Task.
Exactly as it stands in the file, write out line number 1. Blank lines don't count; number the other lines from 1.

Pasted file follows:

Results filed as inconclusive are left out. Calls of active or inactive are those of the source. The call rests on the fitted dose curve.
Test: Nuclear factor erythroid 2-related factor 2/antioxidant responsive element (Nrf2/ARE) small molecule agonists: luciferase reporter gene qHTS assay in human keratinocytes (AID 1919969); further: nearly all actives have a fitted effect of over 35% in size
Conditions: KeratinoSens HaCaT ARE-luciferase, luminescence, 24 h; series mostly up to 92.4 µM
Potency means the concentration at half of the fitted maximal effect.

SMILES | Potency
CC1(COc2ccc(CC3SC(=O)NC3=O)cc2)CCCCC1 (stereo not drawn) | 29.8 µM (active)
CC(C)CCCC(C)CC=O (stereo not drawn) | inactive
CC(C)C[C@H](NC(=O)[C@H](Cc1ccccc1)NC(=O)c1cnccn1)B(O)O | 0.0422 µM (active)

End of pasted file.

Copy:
Results filed as inconclusive are left out. Calls of active or inactive are those of the source. The call rests on the fitted dose curve.